Ms Rebecca Moran1,2,3
1Curtin University, Bentley, Australia,
2University of New South Wales, Sydney, Australia,
3Blue Knot Foundation, Sydney, Australia
“I told my story and it’s recorded, and it’s like I’ve told my story to society. I’m not just a nobody or keeping it a secret or living in silence. I’ve told my story to the highest authorities and that’s an important thing to me.”
‘Ryan’, child sexual abuse survivor and Royal Commission participant, 2018
The Royal Commission into Institutional Responses to Child Sexual Abuse provided a rare opportunity for survivors to tell their stories in the public sphere, without the burden of proof which underpins adversarial criminal justice responses to child sexual abuse. The Royal Commission operated from a position of believing the victim; validating participants’ status as a ‘knower’ and acknowledging their worth as a member of the community. Drawing on data from interviews conducted with 26 Royal Commission participants, I will describe the elements that made telling their stories in this setting a transformative and healing experience for many abuse survivors. I argue that this was largely due to the creation of circumstances for public testimony which felt safe for participants, and which provided an experience of epistemic justice and dignity honoured. I will reflect on the possibilities for ‘everyday’ facilitation of such transformative experiences, and on the implications of these findings for other public inquiries, criminal justice responses, social services, and therapeutic work with survivors of child sexual abuse.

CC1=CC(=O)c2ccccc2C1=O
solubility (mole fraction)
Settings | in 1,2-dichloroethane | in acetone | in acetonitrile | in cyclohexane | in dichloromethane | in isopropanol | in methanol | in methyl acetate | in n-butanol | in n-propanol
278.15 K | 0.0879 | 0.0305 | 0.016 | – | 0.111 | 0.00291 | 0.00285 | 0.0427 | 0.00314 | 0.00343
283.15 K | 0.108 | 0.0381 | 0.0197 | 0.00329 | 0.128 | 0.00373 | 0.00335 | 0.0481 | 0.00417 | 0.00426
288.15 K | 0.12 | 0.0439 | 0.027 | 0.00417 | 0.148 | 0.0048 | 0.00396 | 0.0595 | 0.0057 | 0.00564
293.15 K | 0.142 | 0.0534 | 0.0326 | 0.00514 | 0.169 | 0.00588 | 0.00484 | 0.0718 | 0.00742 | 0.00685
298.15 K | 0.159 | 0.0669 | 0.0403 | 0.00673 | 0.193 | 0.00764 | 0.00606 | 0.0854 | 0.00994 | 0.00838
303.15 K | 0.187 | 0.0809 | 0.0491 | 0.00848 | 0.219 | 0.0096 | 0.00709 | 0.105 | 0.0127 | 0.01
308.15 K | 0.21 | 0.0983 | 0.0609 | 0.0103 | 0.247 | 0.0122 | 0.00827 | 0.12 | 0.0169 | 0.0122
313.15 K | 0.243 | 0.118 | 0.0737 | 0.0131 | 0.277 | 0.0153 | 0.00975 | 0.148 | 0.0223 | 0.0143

Rebecca has a background in youth work, domestic violence services, mental health, emergency services, criminology research, and training. She has specialised in trauma and recovery for many years, in Australia and the United Kingdom. Rebecca currently teaches at Curtin University, as well as working for the Blue Knot Foundation as a trauma informed practice trainer. Rebecca is completing her PhD through University of New South Wales School of Social Sciences. Her project explores meaning-making and social action as part of recovery from child sexual abuse, with particular focus on the recent Royal Commission into Institutional Responses to Child Sexual Abuse.